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Moss v Queensland Police Service QDC 222
DISTRICT COURT OF QUEENSLAND
Moss v Queensland Police Service  QDC 222
JAMEY CARL PETER MOSS
QUEENSLAND POLICE SERVICE
APPEAL NO: 47/19
Magistrates Court, Mareeba
8 November 2019
8 August 2019
Morzone QC DCJ
CRIMINAL LAW – appeal pursuant to s 222 Justices Act 1886 – conviction – offence of serious assault public officer performing function causing bodily harm – mode of hearing of appeal – error of law – witness credit – whether conviction unreasonable and unsupported – whether comparative seriousness of the offending misconstrued – absence of evidence of the appellant’s mental state at the time of the offending and at sentence – sentence manifestly excessive.
Justices Act 1886 (Qld) s 222, s 223(1) & 227
Penalties and Sentences Act 1992 (Qld), s 9(3)(a)(j).
Allesch v Maunz (2000) 203 CLR 172
Chidiac v R (1991) 171 CLR 432
Devries v Australian National Railways Commission (1993) 177 CLR 472
Dwyer v Calco Timbers (2008) 234 CLR 124
Dyers v The Queen (2002) 210 CLR 285
Forrest v Commissioner of Police QCA 132.
Fox v Percy (2003) 214 CLR 118
Gallo v Dawson(1990) 93 ALR 479
Hainaut v Department of Transport and Main Roads  QDC 207
Hainaut v Queensland Police Service  QDC 208
House v The King (1936) 55 CLR 499
Kentwell v R (2014) 252 CLR 60
Kioa v West (1985) 159 CLR 550, 582
McDonald v Queensland Police Service QCA 255
Neil v Nott (1994) 121 ALR 148
R v Yarwood  QCA 367
R v Verdins (2007) 16 VR 269
SZTQL v Minister for Immigration and Border Protection and Another (No 2) (2015) 150 ALD 456,  per Allsop CJ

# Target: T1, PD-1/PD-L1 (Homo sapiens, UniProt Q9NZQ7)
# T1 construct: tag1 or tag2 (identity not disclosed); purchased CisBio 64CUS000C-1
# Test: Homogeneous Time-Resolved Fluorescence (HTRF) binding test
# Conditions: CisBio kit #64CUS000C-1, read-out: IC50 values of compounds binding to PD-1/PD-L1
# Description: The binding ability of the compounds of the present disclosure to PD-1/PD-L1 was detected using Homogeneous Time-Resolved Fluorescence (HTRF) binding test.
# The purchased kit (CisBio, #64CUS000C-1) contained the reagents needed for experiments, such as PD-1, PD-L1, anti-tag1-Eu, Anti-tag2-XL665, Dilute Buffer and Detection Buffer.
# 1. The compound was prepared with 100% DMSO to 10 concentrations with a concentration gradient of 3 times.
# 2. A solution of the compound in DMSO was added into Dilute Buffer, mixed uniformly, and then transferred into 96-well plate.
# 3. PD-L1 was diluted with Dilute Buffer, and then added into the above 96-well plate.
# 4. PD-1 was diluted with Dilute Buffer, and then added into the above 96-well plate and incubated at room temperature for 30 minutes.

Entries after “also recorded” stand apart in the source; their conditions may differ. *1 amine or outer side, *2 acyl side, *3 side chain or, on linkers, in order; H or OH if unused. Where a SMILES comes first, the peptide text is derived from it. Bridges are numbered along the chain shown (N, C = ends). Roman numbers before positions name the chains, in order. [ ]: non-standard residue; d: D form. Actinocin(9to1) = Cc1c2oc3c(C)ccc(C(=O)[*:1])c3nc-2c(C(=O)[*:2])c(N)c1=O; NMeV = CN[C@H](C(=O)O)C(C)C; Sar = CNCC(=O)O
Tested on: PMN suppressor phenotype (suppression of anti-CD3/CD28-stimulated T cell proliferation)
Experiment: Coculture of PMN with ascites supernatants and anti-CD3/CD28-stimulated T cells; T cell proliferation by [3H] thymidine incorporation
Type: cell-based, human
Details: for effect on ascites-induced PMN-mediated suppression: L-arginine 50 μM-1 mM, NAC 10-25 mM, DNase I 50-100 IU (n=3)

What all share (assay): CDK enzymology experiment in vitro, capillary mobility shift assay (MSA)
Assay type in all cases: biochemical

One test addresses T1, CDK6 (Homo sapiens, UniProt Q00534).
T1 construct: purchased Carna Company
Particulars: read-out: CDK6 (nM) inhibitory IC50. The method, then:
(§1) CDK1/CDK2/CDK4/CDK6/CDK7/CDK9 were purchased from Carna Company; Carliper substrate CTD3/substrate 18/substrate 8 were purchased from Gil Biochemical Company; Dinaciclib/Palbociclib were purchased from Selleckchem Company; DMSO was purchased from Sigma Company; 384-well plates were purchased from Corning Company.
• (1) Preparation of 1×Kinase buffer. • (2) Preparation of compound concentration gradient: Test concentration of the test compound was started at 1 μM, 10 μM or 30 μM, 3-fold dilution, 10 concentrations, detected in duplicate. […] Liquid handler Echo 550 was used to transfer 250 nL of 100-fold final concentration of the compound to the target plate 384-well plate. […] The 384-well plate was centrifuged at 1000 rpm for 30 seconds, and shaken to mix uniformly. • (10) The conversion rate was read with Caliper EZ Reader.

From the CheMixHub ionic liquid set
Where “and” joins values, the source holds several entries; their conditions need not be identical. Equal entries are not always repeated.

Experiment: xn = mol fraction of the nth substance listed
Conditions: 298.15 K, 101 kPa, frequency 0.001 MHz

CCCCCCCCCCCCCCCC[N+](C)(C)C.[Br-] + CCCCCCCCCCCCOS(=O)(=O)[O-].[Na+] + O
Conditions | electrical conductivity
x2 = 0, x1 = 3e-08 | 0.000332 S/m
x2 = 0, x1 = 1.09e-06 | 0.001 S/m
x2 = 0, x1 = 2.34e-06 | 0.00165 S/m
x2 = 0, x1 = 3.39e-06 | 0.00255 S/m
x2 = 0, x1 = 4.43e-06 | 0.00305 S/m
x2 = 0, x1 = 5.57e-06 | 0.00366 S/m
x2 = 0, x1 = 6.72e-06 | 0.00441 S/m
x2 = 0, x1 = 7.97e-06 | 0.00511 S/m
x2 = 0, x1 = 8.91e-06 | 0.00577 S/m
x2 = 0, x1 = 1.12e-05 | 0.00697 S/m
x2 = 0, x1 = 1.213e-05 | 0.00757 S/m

Warren v Coombes (1979) 142 CLR 531
White v Commissioner of Police  QCA 121
Whitehorn v R (1983) 152 CLR 657
The Office of Director of Public Prosecutions for the respondent
- The appellant who feels aggrieved by, and now appeals against his conviction and sentence for the offence of serious assault on a public officer performing function causing bodily harm.
- Both parties provided outlines of argument (including those of appellant’s former counsel), and made further submissions on the hearing of the appeal, which I have considered.
- The appellant was charged with serious assault on a public officer performing function causing bodily harm.
- He was self-represented at the hearing.
- The summary trial proceeded over two separate days Magistrates Court held in Mareeba. The prosecution presented its case on 11 January 2019, and the defendant presented his evidence when the case resumed on 21 February 2019. The learned magistrate delivered the decision ex tempore at the conclusion of the hearing on 21 February 2019.
- The appellant was convicted and sentenced to 9 months’ imprisonment with a parole release date of 20 May 2019 being one third of the term. He has served about 50 days of his sentence before being granted bail pending this appeal since 12 April 2019.